For space anthropologist Keirsten Snover, living unlimited means going where no man or woman has gone before.
“As far back as I can remember, I always loved science,” Keirsten says. “I have always been fascinated by all the different fields.”
Keirsten has mitochondrial myopathy. As a result of the disease’s progression, she uses a wheelchair and is reliant on a feeding tube and breathing tube. And none of that has dampened her spirit or excitement for science.
Snover is especially passionate about anthropology, which is the study of people and cultures past and present. She dedicated her life to the field and holds three degrees in the discipline — bachelor’s and master’s degrees from Eastern Washington University and a master’s degree from Case Western Reserve University.
Keirsten specializes in medical anthropology, specifically the interaction between people and diseases and the differences between how cultures around the world respond to and live with diseases.
Her excitement and passion comes from knowing how the study of anthropology can be used to better the world.
“When I was focusing on medical anthropology,” Snover says, “there were lots of opportunities to help with the operation of international health programs. I was even fortunate enough to be able to travel to Nairobi, Kenya, and assist in several HIV/AIDS clinics there.”
Within the last few years, Snover’s passion expanded to the realm of space. The connection between space and anthropology, however, happened for her by chance back in 2010.
“I was working as a researcher in the area of genetic diseases at the Cleveland Clinic in Cleveland, Ohio,” she says. “One day while doing some medical research in the hospital’s library, I stumbled upon the information that the Cleveland Clinic had a Center for Space Medicine. As a medical anthropologist, I was intrigued.
“I quickly realized that this was a potential field for my anthropological research, and so after my position at the Cleveland Clinic was over, I signed up for graduate-level coursework in space science.”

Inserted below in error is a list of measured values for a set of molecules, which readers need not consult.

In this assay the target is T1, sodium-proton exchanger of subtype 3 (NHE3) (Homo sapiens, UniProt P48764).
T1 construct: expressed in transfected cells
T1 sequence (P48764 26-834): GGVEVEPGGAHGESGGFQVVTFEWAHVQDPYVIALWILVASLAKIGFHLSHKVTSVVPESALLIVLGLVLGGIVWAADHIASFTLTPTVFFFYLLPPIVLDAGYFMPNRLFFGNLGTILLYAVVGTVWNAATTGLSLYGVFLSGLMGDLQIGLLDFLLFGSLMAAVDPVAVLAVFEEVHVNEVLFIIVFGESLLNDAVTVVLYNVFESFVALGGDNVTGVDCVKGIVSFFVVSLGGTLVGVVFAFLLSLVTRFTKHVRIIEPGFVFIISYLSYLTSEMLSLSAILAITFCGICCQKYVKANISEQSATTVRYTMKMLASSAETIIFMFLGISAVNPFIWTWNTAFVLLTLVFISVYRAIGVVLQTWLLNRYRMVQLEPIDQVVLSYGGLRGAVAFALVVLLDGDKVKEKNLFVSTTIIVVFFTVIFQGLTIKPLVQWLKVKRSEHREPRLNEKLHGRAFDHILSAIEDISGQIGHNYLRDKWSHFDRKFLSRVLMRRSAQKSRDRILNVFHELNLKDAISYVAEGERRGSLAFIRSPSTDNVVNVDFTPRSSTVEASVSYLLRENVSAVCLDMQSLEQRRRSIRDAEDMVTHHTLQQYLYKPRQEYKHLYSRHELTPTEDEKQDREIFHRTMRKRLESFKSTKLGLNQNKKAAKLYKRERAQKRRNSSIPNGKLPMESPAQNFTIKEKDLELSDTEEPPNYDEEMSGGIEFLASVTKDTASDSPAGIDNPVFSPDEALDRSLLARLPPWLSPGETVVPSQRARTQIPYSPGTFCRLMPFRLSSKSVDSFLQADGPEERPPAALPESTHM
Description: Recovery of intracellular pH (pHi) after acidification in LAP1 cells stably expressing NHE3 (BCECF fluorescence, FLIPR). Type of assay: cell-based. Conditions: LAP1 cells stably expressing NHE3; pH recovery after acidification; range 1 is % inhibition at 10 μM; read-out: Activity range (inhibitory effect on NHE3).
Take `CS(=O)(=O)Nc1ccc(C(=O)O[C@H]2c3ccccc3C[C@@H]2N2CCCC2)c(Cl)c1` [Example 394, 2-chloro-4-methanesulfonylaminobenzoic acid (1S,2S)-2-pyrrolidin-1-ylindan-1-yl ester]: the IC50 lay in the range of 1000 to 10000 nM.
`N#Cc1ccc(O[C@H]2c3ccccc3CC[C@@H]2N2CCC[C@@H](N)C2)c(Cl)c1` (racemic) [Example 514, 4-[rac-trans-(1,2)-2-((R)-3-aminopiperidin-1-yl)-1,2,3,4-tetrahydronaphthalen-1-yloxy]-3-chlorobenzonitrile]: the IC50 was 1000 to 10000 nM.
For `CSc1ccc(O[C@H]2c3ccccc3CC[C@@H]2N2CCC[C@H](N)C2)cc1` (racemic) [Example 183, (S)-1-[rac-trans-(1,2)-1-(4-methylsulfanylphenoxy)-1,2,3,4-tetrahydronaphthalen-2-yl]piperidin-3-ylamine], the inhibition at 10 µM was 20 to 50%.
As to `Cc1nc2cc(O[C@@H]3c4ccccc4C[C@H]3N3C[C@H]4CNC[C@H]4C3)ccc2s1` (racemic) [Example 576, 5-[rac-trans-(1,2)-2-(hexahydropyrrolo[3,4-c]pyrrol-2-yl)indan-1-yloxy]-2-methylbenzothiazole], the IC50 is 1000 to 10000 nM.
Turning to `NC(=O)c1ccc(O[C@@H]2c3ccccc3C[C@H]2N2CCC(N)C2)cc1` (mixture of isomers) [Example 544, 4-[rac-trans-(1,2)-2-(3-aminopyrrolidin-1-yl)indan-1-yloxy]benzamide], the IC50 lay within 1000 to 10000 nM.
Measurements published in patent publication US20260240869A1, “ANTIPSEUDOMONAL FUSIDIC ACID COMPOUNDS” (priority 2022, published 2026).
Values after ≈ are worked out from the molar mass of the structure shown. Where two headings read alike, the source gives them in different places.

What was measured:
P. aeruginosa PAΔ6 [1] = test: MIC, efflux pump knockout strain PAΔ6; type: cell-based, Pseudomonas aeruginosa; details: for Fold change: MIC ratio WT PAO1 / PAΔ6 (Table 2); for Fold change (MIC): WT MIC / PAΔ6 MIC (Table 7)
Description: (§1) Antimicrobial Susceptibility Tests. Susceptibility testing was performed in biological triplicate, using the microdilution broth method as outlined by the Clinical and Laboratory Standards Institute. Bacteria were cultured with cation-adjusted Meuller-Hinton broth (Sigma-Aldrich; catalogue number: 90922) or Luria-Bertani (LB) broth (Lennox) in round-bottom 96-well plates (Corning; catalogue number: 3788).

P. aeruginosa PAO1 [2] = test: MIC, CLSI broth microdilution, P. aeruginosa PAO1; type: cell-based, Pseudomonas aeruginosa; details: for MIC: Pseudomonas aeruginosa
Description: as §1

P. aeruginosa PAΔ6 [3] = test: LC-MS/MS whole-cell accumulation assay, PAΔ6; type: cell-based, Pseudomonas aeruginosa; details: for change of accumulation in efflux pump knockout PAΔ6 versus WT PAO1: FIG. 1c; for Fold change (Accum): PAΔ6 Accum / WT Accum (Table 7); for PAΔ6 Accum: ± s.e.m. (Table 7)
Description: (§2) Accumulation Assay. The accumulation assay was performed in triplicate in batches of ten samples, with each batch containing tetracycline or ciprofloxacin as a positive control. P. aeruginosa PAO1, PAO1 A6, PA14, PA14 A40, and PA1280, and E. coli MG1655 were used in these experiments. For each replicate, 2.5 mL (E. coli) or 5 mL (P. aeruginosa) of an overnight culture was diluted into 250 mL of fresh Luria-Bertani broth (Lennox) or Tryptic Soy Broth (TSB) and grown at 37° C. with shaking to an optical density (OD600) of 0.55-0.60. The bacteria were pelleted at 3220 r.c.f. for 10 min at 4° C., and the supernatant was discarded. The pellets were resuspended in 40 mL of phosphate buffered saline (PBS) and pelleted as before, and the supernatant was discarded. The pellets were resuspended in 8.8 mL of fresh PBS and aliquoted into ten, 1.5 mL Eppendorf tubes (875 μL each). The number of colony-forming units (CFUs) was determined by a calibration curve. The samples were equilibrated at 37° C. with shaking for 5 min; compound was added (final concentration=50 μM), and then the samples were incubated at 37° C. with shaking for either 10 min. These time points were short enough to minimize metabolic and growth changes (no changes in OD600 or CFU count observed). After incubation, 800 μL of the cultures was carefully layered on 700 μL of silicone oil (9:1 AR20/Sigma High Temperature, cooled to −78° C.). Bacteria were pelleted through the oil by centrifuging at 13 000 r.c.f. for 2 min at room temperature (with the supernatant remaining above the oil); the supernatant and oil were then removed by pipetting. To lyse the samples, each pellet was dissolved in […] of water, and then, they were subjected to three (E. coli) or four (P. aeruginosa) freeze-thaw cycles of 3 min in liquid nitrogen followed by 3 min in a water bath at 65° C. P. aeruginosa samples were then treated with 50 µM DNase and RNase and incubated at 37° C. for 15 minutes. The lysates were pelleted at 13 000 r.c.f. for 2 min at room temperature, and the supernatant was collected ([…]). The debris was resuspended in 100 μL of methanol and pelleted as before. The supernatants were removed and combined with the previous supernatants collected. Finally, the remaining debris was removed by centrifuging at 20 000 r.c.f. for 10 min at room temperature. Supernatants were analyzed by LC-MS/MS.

After attending and networking at a NASA conference, Keirsten realized space science and anthropology intersected in many ways, including how astronauts from different cultures interact on the International Space Station and how space affects astronauts’ physical health and bone mass.
“It seemed like the more I looked into the whole field of space science — not just space medicine — the more I found ways that anthropology could be connected to it,” Snover says. “It was so exciting to find a new area to study, one that had been barely considered by previous anthropologists.”
Today, in addition to being an independent researcher and consultant, Snover has started a website called Space Anthropology Services, a resource dedicated to the burgeoning field.
Keirsten wants to inspire others living with a disability to become passionate about science. She’s currently pursuing several ideas, such as creating space-themed events with different activity stations that can accommodate various disabilities.
For individuals living with muscular dystrophy who like science but are unsure whether or not to pursue their interests, Keirsten has a piece of advice:
“If some of you are thinking that maybe you can’t be a scientist or maybe you can’t study space because you have a muscle disease, I can understand why you might think that way,” she says. “Maybe it’s hard for you to do some things, like walk, or use your arms, or even breathe. It’s hard for me to do these things, too. I use a power wheelchair to get around because it’s hard for me to walk. I use a feeding tube to eat food and drink water because my stomach muscles don’t really work anymore. I use hearing aids to help me hear. I have special glasses because I have double vision. I use a ventilator because it’s hard for me to breathe. Some days I feel so tired and weak that I stay in bed almost all day. Maybe it’s like this for some of you, too.
“But you can still be a scientist! Don’t think that you can’t work at a place like NASA just because you have a disability. NASA hires people with disabilities!”
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